Australian Health Review: Beyond Budget increases, transformative reforms needed in health sector

Australian Health Review: Beyond Budget increases, transformative reforms needed in health sector

With the Federal Budget for 2024-25 handed down not quite a month ago and an increase in spending on health and aged care of $9.7 billion, many in the health sector still feel we could receive more value out of this vast expenditure.

‘For critical areas of the health system such as primary care and rural and regional health care, which face enormous pressures, this Budget has a way to go in reassuring Australians they will have a sustainable health system for the future,’ says Dr Sonĵ Hall, Editor in Chief of the Australian Health Review, of which the June 2024 issue was released today.

‘As Professor Claire Jackson AM discusses in her Perspective piece in this issue, five national reviews have supported the need for primary care reform, yet action on these vital reforms has been slow.’

‘We can’t solve these problems with just more of the same funding. However, we can work towards a sustainable primary care system for all Australians by implementing targeted initiatives such as payment reform, improving equity in pay and conditions for the primary care workforce, and promoting increased collaboration between the federal and state governments,’ continues Dr Hall.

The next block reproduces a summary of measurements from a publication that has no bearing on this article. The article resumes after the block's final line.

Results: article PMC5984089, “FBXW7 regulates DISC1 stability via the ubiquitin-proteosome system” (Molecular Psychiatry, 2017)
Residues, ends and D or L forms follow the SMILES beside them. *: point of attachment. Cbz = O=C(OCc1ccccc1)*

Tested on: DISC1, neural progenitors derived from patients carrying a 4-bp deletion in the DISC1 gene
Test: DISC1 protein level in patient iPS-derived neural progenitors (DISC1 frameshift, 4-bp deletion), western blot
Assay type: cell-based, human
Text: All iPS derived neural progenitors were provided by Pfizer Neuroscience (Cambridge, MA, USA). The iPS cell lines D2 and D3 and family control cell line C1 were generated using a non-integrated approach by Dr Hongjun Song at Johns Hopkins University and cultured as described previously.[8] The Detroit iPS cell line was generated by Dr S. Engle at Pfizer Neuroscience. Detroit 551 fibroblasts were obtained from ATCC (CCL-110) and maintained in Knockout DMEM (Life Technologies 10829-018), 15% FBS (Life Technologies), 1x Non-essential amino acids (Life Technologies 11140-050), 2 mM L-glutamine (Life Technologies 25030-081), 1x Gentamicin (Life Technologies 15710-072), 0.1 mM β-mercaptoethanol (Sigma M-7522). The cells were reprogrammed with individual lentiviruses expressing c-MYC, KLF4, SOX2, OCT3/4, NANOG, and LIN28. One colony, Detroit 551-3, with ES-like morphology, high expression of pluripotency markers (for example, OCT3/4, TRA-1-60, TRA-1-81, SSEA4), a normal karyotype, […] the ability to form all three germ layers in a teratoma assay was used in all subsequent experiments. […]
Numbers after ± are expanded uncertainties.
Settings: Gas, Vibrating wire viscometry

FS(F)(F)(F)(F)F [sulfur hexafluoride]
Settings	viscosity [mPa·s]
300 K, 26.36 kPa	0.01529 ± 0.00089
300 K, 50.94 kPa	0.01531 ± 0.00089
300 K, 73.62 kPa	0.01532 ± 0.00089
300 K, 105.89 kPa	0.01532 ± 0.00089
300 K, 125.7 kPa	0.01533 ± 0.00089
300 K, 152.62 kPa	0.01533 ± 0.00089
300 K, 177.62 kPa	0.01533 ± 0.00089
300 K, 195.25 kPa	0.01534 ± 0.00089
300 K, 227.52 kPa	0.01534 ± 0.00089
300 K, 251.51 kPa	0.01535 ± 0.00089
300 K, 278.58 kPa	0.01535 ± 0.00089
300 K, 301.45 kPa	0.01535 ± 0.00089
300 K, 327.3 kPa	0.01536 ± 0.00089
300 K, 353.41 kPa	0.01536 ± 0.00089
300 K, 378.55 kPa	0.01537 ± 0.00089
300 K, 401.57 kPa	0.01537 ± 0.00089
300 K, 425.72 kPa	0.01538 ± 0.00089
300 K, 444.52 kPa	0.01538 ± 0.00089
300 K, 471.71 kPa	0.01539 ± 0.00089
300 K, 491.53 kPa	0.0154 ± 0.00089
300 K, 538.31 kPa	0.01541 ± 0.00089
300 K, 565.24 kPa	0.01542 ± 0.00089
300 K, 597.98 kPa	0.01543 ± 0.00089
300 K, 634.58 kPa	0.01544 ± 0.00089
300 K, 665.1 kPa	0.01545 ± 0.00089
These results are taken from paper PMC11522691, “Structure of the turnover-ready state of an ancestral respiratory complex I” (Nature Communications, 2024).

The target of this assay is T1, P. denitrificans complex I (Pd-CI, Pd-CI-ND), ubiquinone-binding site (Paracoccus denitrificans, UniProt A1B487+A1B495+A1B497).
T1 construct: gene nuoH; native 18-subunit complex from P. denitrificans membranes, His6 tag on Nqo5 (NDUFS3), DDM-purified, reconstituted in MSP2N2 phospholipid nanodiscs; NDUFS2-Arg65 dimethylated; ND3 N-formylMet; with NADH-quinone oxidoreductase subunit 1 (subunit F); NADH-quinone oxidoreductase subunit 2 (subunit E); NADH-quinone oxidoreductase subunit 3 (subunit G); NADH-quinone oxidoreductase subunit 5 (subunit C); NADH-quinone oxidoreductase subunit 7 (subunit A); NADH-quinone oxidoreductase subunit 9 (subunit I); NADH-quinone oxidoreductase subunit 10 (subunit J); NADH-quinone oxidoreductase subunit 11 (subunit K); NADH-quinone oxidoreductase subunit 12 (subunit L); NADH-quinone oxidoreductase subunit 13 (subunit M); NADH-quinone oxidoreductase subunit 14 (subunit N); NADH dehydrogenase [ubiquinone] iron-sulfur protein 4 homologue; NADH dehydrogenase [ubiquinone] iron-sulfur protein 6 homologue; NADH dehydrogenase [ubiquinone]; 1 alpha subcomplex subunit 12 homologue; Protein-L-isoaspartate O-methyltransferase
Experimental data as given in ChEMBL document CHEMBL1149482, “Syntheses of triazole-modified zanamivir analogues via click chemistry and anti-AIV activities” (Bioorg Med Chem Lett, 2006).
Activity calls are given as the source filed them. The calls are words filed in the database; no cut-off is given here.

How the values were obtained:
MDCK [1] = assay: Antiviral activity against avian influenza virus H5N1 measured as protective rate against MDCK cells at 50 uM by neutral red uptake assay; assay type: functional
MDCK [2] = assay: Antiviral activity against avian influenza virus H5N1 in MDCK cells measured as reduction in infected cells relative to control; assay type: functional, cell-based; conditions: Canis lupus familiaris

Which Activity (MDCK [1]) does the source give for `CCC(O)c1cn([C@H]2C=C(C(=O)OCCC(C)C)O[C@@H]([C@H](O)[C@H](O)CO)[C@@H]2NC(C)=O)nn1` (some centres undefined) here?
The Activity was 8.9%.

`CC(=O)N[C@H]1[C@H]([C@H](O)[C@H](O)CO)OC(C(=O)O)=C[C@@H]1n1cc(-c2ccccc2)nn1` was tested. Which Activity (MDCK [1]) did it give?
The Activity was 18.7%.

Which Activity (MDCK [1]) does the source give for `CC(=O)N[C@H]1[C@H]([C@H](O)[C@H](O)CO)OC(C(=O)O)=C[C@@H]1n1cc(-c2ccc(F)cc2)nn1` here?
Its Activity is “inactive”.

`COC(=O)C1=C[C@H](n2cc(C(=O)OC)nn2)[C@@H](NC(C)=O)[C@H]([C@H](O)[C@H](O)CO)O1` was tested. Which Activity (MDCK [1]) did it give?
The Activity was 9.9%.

‘Rural and regional health care is much in need of long-term investment and reform. While the majority of our population is based in urban centres, those living in regional and remote areas will likely have a higher burden of disease, lower life expectancy and increased expenses and distances to travel in order to access basic healthcare.’

‘Maximising the value of investments in regional and remote healthcare should be a priority. This could involve finding ways to provide cardiac rehabilitation services to people with heart disease in remote areas through improved models of care led by co-design or using under-utilised rural hospitals to reduce surgical waiting lists for certain outpatient surgeries. This issue of the Australian Health Review also explores lessons learned from a health service merger, as discussed by Emeritus Professor Stephen Duckett AM.’

In this case study, Professor Duckett follows the merger of four hospitals in western Victoria, as it aimed to address the issues of inequitable health outcomes for the Wimmera region, low and declining access to local health services, under and over-utilised resources across the region and workforce gaps. This case study highlights the importance of adequate resourcing, funding, expertise, communication, and time in driving successful mergers in the healthcare sector.

‘We must continue to invest in our healthcare system’s foremost asset, its workforce. The Budget did deliver some valuable workforce programs such as the new Commonwealth Prac Payment, to help elevate ‘placement poverty’ in trainee nurses during practical placements, but further research is needed to develop strong training foundations and to promote transformational leadership within our workforce, and ensure staff can provide care that is culturally safe,’ says Dr Hall.

‘These topics are also further examined in the June 2024 issue of the Australia Health Review.’

The Australian Health Review is the Australian Healthcare and Hospital Association’s peer-reviewed journal. It explores major national and international health issues and questions. Topics include all aspects of health policy and management, healthcare delivery systems, clinical programs, health financing and other matters of interest to those working in health care.

Media enquiries: Dr Sonĵ Hall, Editor in Chief, Australian Health Review, 0427 613 587, [email protected]

Share This:


Login to your account